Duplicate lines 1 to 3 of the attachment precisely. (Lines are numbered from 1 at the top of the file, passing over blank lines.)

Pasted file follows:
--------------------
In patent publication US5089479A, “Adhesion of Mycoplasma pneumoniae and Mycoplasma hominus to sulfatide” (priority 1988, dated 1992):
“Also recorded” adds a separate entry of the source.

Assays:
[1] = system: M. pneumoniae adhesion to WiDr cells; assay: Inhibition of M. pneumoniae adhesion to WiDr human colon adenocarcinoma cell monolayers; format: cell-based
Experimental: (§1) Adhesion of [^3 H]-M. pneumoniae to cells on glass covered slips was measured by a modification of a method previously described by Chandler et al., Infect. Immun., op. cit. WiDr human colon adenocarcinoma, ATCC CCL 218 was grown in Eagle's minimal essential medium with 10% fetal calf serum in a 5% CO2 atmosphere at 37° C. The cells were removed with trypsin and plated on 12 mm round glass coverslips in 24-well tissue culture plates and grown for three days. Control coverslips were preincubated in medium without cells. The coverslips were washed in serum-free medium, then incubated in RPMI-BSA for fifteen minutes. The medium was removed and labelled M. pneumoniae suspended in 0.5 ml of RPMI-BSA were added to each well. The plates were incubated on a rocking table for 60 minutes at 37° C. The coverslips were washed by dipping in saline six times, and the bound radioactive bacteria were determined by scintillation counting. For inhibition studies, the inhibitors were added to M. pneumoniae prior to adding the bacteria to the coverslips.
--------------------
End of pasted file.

In patent publication US5089479A, “Adhesion of Mycoplasma pneumoniae and Mycoplasma hominus to sulfatide” (priority 1988, dated 1992):
“Also recorded” adds a separate entry of the source.

Assays: